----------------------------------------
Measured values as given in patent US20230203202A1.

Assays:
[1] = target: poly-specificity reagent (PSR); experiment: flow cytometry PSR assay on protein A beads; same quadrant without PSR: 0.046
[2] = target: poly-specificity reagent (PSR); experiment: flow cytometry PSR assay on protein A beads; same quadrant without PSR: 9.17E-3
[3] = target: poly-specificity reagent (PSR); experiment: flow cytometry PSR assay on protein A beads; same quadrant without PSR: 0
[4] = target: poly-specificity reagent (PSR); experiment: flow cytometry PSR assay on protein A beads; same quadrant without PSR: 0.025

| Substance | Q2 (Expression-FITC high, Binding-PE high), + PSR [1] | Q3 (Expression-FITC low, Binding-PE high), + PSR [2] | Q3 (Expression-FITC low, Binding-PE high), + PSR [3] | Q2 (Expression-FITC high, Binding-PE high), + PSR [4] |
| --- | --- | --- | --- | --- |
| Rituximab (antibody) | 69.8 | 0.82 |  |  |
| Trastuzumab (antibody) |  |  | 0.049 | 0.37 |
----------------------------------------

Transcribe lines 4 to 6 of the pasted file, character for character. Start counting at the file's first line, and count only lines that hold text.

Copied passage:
[2] = target: poly-specificity reagent (PSR); experiment: flow cytometry PSR assay on protein A beads; same quadrant without PSR: 9.17E-3
[3] = target: poly-specificity reagent (PSR); experiment: flow cytometry PSR assay on protein A beads; same quadrant without PSR: 0
[4] = target: poly-specificity reagent (PSR); experiment: flow cytometry PSR assay on protein A beads; same quadrant without PSR: 0.025